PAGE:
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The Weekly Tiger: The Importance of Voting

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Tuesday, Oct 9 is the last day to register to vote online in the state of Ohio. This week’s column is to inform you of the benefits and importance of registering to vote and exercising your vote in upcoming elections.

Voting is a process that gives citizens a chance to change the way federal and national governments are operating. Voting is crucial in activating the democratic process of our government. Further, voting is a fundamental right as a US citizen, and with so many of our rights arguably being questioned and/or taken away to some degree in today’s government, exercising the rights that continually go unquestioned gives more power to the people.

Many who are registered to vote argue that their vote doesn’t matter among the thousands that do vote. But, think about how many people say that. Imagine if all of those who said that their vote doesn’t matter actually voted. Because that’s such a popular opinion, it would make a huge difference in an election.

Also, I think many registered voters and American citizens in general are under the impression that a majority of the country participates in voting. But, that is not the case. In 1888, nearly 80 percent of registered voters were recorded voting, an all-time-high for voter participation. Since then, percentages of registered voters who actually vote has dropped drastically. In the most recent 2016 Presidential election, only 55 percent of registered voters cast their ballots on election day, according to PBS.

This low number turnout could be a result of a bystander effect. Meaning that those who don’t vote all assume that someone else is taking the responsibility to do so and, as a result, no one votes because everyone assumes that their vote doesn’t matter because so many other people vote. 55 percent is not everyone. Your vote matters.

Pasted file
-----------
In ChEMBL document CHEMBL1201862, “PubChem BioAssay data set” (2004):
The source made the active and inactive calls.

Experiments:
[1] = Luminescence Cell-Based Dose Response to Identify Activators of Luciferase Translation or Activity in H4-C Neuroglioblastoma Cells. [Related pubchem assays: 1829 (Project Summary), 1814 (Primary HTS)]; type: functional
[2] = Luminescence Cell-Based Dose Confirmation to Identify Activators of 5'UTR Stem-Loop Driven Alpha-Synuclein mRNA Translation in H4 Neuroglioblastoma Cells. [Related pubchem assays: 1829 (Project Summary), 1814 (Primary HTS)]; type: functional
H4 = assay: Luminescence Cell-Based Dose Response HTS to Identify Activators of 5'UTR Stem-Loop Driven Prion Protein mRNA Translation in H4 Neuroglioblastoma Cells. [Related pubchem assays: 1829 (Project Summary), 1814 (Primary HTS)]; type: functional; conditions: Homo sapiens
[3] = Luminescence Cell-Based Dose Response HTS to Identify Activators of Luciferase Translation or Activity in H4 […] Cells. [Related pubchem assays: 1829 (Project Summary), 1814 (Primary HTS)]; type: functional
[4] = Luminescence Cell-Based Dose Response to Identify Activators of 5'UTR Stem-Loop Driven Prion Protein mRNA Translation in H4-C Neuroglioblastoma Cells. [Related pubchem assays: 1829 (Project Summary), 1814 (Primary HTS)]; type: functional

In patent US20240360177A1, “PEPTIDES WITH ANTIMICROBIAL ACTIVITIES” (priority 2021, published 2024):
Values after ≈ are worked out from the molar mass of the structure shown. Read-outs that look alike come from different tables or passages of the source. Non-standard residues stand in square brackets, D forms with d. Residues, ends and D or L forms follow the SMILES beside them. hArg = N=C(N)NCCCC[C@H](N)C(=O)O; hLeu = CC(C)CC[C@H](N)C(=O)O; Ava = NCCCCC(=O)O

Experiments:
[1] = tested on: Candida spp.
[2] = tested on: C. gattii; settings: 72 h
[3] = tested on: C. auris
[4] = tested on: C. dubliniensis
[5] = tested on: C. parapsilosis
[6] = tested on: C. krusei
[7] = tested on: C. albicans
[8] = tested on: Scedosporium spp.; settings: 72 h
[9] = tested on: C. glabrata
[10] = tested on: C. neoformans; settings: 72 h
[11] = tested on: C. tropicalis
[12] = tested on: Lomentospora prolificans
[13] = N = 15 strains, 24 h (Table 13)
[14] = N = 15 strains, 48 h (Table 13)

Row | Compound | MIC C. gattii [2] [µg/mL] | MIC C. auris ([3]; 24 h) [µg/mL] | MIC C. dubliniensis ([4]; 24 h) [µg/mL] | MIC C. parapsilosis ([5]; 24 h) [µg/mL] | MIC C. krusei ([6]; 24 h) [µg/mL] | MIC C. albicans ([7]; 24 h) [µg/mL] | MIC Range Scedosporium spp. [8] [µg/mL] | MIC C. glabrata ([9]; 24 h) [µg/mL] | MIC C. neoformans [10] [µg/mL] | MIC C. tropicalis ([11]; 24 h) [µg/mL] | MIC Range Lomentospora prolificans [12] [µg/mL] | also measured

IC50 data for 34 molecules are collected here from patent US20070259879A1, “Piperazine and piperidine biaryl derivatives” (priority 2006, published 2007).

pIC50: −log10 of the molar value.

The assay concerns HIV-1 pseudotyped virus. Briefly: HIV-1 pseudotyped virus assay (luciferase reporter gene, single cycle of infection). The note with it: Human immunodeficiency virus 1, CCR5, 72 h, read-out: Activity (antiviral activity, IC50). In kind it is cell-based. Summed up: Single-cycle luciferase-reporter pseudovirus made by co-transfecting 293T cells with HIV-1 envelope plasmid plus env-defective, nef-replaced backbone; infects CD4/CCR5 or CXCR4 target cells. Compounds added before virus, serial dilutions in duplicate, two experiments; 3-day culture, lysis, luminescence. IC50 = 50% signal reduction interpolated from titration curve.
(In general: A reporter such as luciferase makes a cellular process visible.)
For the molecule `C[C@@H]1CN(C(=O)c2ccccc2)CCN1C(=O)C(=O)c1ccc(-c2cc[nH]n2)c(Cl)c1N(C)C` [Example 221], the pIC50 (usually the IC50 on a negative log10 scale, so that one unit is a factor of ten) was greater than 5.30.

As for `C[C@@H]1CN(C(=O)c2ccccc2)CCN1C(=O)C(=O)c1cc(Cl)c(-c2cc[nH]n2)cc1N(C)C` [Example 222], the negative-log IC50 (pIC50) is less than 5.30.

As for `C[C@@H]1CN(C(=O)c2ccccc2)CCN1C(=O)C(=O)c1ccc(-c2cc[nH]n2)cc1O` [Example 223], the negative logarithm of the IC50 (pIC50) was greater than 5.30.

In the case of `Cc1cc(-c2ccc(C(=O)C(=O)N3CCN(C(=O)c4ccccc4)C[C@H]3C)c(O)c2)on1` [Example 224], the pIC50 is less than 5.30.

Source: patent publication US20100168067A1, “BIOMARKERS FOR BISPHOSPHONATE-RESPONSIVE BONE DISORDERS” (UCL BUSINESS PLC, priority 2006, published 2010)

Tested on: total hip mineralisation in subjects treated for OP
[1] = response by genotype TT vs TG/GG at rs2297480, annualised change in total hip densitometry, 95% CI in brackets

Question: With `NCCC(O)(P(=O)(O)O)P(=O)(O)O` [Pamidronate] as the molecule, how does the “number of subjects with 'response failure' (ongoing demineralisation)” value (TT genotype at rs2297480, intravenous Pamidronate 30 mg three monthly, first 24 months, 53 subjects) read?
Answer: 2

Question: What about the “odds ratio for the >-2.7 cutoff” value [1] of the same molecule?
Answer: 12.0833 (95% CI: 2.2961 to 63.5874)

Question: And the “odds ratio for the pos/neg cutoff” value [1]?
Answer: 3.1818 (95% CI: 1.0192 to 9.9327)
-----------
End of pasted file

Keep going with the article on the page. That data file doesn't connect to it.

To further motivate you to get out and vote, the 18 to 24-year-old age group is the age group with the lowest voting turnout, about 20 percent lower than the rest of the age groups according to the US Census Bureau. That’s our age group. That’s us.

Over the past several years, the millennial age group has made a huge impact on the political world. After the school shooting at Marjory Stoneman Douglas High School in Florida, Emma Gonzales, a student there, spoke at an anti-gun rally in Fort Lauderdale and led a massive group in the March For Our Lives march in D.C this past March.

On the other side of the political spectrum, Kaitlin Bennett, also known as the “Kent State gun girl,” has organized gun rallies at Kent State University and has gained mass attention on Twitter in her efforts to popularize open-carry laws as well as other conservative ideologies.

At the end of the day, you don’t have to organize rallies or march in Washington D.C. to make a difference and be heard. Your vote on election day has just as much of an impact, if not even more.

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